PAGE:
There is a new example of political truth being stranger than fiction. It is that it takes two very wobbly Attorneys General to make a distrusted Opposition look good.
When it was not trying to pretend that the outcome of the recent case in the Privy Council (the PC) was not a defeat, although it plainly was, the Government—through its current attorney general Reginald Armour SC—spent a lot of time absurdly pretending that its failed attempt to extend the life of local government councillors and aldermen was in effect an understandable error.
However on Monday last in Parliament, when debate began on the necessary validating local government legislation, the Opposition looked good not only because the Attorney General (the AG) persisted in the chosen Government spin that its defeat in the PC was not a defeat.
The leader of the Opposition, Kamla Persad Bissessar, is unattractively embedded in leadership of the Opposition, despite a number of significant electoral losses that should have sent her into the political hereafter. Nevertheless, she did well exposing the fact that, when it belatedly proclaimed the successfully challenged extension, the Government must have known that it was reversing a position it had previously put before the Parliament.
In the House of Representatives, the Leader of the Opposition made that point by reminding us of speeches in 2019 recorded in Hansard—both her words as well as those of the previous but since demoted Attorney General, Faris Al Rawi.
That previously held position was that amendments to the Municipal Corporations Act would not be used for the purpose of keeping incumbent councillors and aldermen in office for an additional year beyond the due date of the next election.
Yet when, as a consequence of that reversal, the Privy Council ruled that the Miscellaneous Provisions (local Government Reform) Act 2022 could not be used for that purpose, the Government feigned surprise and claimed innocent motivation.
The Trinidad Express newspaper carried a full report of that blow struck by Kamla (as she is generally known).
The front page summarised the moment as follows: “Kamla proves through 2019 Hansard she had warned Government against using the Local Government Reform bill to extend the life of current councillors and to delay election. Warnings were completely shot down by then AG Al Rawi who described it as ‘poppycock’ and ‘absolute nonsense’.”
The reason why Al Rawi so scathingly described Kamla’s position revealed a serious credibility gap on the Government’s part. In 2019 he told the House it was: “Absolute nonsense! Because Mr Deputy Speaker, we have to be reminded that as the Honourable Prime Minister said, an election will be called when due.”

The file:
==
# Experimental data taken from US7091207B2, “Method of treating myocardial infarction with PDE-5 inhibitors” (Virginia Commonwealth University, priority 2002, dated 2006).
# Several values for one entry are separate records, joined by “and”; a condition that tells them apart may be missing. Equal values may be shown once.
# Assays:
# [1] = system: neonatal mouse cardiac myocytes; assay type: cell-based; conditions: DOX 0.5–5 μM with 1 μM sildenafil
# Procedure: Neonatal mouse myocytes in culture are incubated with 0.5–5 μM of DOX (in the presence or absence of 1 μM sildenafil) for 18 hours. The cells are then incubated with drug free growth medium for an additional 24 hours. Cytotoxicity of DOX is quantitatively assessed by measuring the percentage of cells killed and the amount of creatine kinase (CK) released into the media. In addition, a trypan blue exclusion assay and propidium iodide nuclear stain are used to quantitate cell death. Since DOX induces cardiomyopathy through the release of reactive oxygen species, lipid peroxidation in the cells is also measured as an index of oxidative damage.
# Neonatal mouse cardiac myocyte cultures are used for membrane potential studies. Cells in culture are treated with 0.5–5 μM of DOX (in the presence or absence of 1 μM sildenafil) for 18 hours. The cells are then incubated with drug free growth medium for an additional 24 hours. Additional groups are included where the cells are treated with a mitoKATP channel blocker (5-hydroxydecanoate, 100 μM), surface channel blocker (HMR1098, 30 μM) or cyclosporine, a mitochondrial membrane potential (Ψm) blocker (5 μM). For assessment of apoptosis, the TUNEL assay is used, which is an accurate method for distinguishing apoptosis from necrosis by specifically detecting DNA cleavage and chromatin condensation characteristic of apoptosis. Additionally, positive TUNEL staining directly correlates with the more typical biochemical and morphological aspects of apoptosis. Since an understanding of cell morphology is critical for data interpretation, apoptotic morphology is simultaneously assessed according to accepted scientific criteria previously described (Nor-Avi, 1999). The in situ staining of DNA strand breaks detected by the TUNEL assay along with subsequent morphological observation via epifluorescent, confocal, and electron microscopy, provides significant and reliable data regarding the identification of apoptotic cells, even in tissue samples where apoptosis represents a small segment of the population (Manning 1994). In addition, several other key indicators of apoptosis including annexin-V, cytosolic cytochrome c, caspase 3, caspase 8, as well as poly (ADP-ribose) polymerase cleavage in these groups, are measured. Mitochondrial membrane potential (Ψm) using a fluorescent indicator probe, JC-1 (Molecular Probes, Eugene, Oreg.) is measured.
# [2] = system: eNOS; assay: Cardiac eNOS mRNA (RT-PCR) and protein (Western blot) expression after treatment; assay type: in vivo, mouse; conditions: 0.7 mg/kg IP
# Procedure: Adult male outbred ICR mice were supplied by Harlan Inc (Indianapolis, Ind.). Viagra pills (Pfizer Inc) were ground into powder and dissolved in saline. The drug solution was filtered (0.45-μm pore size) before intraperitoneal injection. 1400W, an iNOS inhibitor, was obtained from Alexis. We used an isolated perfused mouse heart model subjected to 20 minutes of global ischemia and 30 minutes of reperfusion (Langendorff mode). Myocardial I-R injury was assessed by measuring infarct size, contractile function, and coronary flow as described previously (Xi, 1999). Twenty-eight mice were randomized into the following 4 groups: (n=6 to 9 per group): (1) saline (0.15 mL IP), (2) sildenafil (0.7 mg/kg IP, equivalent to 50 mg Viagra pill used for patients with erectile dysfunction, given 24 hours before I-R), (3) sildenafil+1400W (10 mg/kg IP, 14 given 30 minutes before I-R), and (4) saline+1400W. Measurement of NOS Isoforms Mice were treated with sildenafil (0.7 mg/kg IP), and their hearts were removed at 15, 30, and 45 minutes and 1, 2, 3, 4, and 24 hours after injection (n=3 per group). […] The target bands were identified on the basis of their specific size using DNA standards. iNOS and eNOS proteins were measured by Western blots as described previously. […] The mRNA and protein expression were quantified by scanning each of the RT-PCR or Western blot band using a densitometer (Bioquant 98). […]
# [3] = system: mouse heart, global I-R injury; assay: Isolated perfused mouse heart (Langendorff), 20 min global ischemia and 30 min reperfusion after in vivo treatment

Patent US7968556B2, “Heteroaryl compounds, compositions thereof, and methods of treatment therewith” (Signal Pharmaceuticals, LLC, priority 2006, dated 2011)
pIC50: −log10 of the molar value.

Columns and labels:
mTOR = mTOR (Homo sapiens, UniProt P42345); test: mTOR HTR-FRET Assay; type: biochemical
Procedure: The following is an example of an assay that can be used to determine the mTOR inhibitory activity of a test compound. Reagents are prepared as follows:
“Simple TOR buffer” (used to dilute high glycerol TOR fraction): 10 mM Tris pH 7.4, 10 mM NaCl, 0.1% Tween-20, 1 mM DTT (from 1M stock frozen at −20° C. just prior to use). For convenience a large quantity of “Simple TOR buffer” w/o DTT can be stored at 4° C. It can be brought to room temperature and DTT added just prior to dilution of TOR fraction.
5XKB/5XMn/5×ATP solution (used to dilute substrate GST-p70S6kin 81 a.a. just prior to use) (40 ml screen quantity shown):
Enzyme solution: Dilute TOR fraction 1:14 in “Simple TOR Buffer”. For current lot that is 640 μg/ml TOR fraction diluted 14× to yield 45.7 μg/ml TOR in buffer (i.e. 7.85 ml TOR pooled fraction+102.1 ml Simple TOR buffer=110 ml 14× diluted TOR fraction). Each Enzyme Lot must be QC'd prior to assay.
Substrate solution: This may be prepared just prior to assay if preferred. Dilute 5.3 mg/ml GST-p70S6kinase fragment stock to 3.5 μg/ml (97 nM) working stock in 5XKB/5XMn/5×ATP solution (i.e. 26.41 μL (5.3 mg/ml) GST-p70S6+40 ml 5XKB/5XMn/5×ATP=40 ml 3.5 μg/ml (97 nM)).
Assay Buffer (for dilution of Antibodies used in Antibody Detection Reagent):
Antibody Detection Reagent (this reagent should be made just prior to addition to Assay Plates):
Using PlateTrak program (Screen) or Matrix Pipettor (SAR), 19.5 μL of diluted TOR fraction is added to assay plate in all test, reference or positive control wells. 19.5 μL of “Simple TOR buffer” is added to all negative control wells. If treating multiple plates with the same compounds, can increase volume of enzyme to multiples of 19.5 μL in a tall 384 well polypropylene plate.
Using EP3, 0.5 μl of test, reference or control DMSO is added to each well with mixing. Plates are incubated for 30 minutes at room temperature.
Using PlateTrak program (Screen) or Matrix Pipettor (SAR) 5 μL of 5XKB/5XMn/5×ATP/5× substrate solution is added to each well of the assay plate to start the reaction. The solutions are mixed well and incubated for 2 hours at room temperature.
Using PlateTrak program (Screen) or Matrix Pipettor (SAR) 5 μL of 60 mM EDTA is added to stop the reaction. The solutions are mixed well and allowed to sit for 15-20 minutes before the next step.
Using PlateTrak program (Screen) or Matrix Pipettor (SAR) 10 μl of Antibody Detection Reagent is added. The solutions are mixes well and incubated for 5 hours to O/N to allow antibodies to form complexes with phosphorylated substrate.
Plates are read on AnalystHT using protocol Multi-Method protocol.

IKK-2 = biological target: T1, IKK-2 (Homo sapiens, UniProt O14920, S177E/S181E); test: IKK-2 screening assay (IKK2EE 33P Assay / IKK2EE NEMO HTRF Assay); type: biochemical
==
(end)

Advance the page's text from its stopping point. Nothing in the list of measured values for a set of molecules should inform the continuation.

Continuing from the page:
That’s exactly what the Government did not do. Plainly put, the Government went back on its word until restrained by the PC decision, which declared the Government’s position “inimical to democracy”.
Much hating on each other goes on in the Parliament, but on this occasion the Opposition, in rant free speech, made its case that the Government knowingly misled the House and the country.
Good points are lost when the speakers in Parliament on both sides are in the habit of being keyed up and uncontrollably aggressive. However, I am not optimistic that there will be a lasting change to rant free presentations.
Meanwhile there was a provision in clause 5 of the validating legislation that validation would go “thereafter”—that is beyond 18 May, the date of the PC decision, to the commencement of the validating Act. Having resisted the Opposition’s suggestion in the House to delete clause 5, as a result of a subsequent conversation with Independent Senator Paul Richards, Government moved in the Senate to delete from Clause 5 the words:
“[…] and thereafter exercise the functions of Councillors and Aldermen up until the commencement of this Act.”
But are we done with the political hereafter of this local government fiasco?
Although it may be unlikely that enough voters in the coming local government elections will turn out to increase the usual abysmally low poll, we wait to see whether the “rumbling and tumbling in the atmosphere” over the electorate’s right to vote will produce a different poll dynamic.